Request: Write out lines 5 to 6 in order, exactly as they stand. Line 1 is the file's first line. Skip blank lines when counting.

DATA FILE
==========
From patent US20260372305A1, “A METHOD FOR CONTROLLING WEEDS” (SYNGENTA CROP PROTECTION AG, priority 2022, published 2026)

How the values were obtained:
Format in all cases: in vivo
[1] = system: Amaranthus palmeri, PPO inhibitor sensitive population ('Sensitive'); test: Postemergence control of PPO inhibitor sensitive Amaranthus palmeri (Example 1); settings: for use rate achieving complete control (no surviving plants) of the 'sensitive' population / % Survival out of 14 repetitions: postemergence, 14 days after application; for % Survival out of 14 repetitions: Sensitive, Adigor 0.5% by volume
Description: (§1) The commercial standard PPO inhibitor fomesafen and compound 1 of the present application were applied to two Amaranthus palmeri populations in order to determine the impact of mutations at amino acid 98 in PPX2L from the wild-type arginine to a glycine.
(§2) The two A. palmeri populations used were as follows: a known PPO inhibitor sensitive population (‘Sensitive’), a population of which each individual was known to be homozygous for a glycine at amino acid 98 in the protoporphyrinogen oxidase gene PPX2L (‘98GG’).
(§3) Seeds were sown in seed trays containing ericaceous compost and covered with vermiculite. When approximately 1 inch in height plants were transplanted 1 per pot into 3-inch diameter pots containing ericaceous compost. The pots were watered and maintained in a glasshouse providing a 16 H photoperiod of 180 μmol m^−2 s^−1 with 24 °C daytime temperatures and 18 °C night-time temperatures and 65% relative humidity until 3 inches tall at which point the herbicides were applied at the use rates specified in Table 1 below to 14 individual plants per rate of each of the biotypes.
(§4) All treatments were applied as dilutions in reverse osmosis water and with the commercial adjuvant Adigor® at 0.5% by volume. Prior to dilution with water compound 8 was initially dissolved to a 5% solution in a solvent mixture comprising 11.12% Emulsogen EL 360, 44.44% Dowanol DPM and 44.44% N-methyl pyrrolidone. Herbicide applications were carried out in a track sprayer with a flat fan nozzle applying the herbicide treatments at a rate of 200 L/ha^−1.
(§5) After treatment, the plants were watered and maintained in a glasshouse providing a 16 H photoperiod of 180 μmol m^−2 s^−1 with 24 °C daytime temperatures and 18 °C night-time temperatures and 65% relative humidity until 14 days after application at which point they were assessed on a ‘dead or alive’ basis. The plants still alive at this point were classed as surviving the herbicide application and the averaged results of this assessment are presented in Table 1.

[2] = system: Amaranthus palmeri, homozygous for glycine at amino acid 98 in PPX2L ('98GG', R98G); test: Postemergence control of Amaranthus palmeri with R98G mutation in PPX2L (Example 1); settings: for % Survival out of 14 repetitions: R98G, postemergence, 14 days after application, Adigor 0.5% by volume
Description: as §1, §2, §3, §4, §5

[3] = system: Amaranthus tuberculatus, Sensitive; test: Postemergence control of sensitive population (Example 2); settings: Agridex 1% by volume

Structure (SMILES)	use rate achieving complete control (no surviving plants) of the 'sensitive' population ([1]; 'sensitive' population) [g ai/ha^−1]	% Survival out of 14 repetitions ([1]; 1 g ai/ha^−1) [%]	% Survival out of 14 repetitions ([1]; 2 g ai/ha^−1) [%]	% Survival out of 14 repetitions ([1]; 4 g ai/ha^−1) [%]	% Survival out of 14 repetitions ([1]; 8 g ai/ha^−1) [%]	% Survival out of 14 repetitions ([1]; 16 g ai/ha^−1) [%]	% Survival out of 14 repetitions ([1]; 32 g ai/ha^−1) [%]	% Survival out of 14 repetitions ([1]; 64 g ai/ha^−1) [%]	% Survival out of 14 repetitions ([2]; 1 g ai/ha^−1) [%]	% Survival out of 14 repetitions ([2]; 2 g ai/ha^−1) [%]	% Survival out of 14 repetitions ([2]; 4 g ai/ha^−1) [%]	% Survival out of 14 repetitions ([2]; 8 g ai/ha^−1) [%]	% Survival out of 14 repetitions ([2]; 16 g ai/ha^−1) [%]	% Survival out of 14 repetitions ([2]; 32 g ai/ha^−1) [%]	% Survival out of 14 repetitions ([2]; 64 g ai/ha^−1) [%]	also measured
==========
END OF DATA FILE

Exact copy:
Description: (§1) The commercial standard PPO inhibitor fomesafen and compound 1 of the present application were applied to two Amaranthus palmeri populations in order to determine the impact of mutations at amino acid 98 in PPX2L from the wild-type arginine to a glycine.
(§2) The two A. palmeri populations used were as follows: a known PPO inhibitor sensitive population (‘Sensitive’), a population of which each individual was known to be homozygous for a glycine at amino acid 98 in the protoporphyrinogen oxidase gene PPX2L (‘98GG’).